What are the different types of psoriasis?

There are different types of psoriasis – including those which affect particular body parts. Some young people we talked to had been told by their doctor which type of psoriasis they have. Others, like Lola, hadn’t been told. A few people had several types of psoriasis at once. Some people, like Adam and Hannah, found their psoriasis changed from one type to another over time.

The types of psoriasis include:
  • plaque psoriasis
  • guttate psoriasis 
  • pustular psoriasis
  • scalp psoriasis
  • nail psoriasis
  • genital psoriasis
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People often talked about the severity of their psoriasis. This is usually based on how much of their body is affected (0-100% of coverage) – some people knew this as their ‘PASI’ (Psoriasis Area Severity Index) score. Hannah says hers was 70%-80% last year but is now down to 3% since having biological injections. Lots of people had fears about their psoriasis becoming worse in the future. Yet, it could also be frustrating to be told by doctors that certain treatments weren’t available to them currently because their psoriasis wasn’t considered ‘bad enough’.
Psoriasis subtype: plaque psoriasis

Plaque psoriasis is the most common type of psoriasis and many of the people we talked to had it. The symptoms include red, dry and flaky skin in patches of different sizes of more than 1cm. Some people had fairly small plaques of psoriasis, others had big areas covered by psoriasis plaques. This type of psoriasis tends to be chronic (long lasting), for which certain triggers can cause more severe flare-ups. The size and location on the body of the psoriasis can affect which types of treatment are used.
Psoriasis subtype: guttate psoriasis

Guttate psoriasis describes a particular pattern of teardrop shaped psoriasis patches less than 1cm in size. Some said it looked like a rash on their skin. People who have had guttate psoriasis are more likely to develop plaque psoriasis. Guttate psoriasis can be a reaction to a trigger, such as a throat infection, and some people found they had more episodes of guttate psoriasis if they got further sore throats. For Hannah and Jack, putting on steroid creams to guttate psoriasis could be time-consuming and frustrating because it means applying it to each little patch.
Adam had plaque psoriasis (including on the scalp) which cleared up after phototherapy but then came back as small guttate psoriasis patches. In his experience, “plaque psoriasis can be a lot more irritating and a lot more painful at points and flaky” whereas guttate psoriasis looks “like chicken pox or something like that”. Adam read that guttate psoriasis can completely “go away” in children – he was optimistic at first it might for him, but says he now doesn’t think it will.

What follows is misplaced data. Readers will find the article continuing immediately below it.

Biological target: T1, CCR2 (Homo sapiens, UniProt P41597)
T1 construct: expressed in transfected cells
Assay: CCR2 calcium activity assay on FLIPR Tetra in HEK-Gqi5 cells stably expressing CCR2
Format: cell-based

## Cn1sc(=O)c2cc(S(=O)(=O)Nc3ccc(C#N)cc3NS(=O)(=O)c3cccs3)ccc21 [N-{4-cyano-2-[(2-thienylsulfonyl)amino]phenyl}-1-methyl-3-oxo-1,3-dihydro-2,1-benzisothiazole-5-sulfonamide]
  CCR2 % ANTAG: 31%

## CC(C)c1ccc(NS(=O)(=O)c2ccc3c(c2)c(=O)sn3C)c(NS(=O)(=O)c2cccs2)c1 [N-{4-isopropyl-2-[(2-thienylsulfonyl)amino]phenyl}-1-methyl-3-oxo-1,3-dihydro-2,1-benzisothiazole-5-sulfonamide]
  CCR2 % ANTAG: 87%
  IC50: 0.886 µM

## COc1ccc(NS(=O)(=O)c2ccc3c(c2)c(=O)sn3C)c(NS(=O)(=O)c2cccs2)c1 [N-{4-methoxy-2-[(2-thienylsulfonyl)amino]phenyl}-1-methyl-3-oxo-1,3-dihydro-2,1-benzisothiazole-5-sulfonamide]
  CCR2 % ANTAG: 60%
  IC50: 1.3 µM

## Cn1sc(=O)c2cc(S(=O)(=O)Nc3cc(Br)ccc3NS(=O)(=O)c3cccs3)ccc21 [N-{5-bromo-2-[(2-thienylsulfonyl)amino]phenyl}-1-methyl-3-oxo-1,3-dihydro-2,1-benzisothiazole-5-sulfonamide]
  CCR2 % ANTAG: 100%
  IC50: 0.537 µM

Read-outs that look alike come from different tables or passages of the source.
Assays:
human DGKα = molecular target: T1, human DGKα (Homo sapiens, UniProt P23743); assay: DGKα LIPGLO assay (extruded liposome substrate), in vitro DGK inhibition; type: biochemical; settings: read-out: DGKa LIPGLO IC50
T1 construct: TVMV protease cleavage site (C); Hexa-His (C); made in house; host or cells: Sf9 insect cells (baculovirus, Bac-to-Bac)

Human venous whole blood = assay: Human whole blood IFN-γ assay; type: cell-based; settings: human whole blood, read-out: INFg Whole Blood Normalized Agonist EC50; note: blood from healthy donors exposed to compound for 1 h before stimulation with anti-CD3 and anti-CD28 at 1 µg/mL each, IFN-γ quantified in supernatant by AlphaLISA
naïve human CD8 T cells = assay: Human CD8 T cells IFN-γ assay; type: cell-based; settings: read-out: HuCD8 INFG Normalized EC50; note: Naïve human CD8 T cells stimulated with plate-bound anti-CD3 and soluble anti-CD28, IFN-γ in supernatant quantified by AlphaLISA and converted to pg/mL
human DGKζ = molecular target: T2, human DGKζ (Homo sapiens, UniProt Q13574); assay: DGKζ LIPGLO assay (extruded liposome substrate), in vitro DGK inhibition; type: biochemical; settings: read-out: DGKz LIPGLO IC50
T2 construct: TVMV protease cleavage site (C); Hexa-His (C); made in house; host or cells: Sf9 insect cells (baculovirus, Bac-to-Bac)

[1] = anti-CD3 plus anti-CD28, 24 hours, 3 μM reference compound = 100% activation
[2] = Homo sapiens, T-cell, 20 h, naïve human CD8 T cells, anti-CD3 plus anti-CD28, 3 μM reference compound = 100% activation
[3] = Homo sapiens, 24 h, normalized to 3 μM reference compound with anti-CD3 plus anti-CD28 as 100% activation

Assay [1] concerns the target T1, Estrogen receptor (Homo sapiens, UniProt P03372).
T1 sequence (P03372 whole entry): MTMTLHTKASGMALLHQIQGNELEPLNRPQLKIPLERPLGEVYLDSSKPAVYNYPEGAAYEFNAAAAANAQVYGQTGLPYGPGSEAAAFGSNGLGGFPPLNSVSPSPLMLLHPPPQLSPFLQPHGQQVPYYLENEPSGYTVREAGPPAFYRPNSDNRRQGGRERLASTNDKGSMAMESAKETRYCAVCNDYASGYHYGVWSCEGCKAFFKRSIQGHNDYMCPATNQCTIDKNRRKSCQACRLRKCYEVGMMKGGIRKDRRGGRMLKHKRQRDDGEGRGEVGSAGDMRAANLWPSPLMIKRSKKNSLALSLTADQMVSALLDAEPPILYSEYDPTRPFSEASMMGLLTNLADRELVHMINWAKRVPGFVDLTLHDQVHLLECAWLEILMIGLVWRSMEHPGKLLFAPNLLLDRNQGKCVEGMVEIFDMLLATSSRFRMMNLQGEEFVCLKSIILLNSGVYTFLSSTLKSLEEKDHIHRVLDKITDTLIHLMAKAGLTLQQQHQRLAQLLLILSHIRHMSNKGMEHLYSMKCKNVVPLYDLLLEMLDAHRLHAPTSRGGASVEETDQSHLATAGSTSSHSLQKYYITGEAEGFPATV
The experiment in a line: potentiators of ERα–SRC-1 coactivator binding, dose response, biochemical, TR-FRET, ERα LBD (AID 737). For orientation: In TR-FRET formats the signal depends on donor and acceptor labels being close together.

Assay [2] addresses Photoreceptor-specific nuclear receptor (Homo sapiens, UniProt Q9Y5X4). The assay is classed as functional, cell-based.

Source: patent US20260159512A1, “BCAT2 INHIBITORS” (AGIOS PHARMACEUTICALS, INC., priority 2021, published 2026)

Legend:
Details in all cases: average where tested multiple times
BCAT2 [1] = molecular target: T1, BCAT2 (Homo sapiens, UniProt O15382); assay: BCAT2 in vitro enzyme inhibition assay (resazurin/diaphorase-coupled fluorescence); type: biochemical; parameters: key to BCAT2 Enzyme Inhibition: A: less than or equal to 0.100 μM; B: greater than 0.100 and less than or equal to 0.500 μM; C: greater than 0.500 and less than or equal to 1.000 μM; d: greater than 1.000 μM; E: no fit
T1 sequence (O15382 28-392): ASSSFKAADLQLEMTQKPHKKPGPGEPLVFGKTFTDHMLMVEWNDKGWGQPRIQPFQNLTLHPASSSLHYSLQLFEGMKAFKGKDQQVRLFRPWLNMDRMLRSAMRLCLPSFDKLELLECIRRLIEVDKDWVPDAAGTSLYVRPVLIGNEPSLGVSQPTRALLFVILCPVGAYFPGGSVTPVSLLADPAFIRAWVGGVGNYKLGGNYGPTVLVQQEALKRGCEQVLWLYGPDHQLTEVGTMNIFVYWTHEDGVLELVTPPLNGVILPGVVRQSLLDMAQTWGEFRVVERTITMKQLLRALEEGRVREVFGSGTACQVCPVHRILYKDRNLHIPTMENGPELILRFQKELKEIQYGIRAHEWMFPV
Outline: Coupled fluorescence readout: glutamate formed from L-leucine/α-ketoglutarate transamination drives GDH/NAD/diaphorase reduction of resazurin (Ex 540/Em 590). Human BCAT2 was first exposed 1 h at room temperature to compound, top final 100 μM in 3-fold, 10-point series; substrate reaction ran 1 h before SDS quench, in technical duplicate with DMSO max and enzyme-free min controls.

Psoriasis subtype: pustular psoriasis

Pustular psoriasis is a type in which pus-filled blisters form on the skin. None of the people we talk to specifically named ‘pustular psoriasis’ as the type they had, but Zara and Russell both spoke about developing blisters which are associated with it. Russell hasn’t had blisters with his psoriasis since his first flare-up, but Zara gets them on her feet sometimes.
Psoriasis subtype: scalp psoriasis

The symptoms of scalp psoriasis could be especially embarrassing for people because skin flaking was visible in the hair and on clothes. This was often mistaken for severe dandruff. For some people, the scalp was the first and only place affected by their psoriasis – but most had developed psoriasis on other parts of the body too. Tar-based shampoos and special steroid ointments specifically for the scalp helped some people, but could have downsides such as being difficult to apply.
Psoriasis subtype: nail psoriasis

Psoriasis can affect the nails, causing them to develop little dents and/or discolour. Sometimes people thought this was a fungal infection at first.
In some severe cases, nails can become so weak and broken that they come out of the nail bed. The feet were the only place where Zara had psoriasis. She doesn’t remember much about it, but she lost her toenails when she was little and they haven’t grown back.

Psoriasis subtype: genital psoriasis

Genital psoriasis is when areas such as the vulva, penis or bottom are affected. Abbie had some psoriasis on her bottom, which she said “obviously that wasn’t the nicest”. She said it can be physically very uncomfortable and a major source of embarrassment. Lucy encourages anyone with psoriasis in ‘intimate areas’ to speak to their doctor for suitable treatment.


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